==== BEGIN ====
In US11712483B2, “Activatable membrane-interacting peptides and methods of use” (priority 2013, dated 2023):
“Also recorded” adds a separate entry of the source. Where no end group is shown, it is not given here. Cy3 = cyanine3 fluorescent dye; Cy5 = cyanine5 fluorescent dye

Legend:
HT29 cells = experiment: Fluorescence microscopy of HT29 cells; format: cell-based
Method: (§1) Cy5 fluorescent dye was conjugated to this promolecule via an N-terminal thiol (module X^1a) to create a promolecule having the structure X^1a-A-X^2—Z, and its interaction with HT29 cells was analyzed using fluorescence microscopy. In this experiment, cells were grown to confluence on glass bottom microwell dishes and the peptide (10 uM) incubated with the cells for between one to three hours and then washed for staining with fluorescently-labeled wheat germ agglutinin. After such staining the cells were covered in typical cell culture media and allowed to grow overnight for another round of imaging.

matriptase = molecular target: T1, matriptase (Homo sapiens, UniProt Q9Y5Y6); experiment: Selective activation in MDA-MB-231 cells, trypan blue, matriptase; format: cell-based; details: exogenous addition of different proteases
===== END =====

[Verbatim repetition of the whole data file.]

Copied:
In US11712483B2, “Activatable membrane-interacting peptides and methods of use” (priority 2013, dated 2023):
“Also recorded” adds a separate entry of the source. Where no end group is shown, it is not given here. Cy3 = cyanine3 fluorescent dye; Cy5 = cyanine5 fluorescent dye

Legend:
HT29 cells = experiment: Fluorescence microscopy of HT29 cells; format: cell-based
Method: (§1) Cy5 fluorescent dye was conjugated to this promolecule via an N-terminal thiol (module X^1a) to create a promolecule having the structure X^1a-A-X^2—Z, and its interaction with HT29 cells was analyzed using fluorescence microscopy. In this experiment, cells were grown to confluence on glass bottom microwell dishes and the peptide (10 uM) incubated with the cells for between one to three hours and then washed for staining with fluorescently-labeled wheat germ agglutinin. After such staining the cells were covered in typical cell culture media and allowed to grow overnight for another round of imaging.

matriptase = molecular target: T1, matriptase (Homo sapiens, UniProt Q9Y5Y6); experiment: Selective activation in MDA-MB-231 cells, trypan blue, matriptase; format: cell-based; details: exogenous addition of different proteases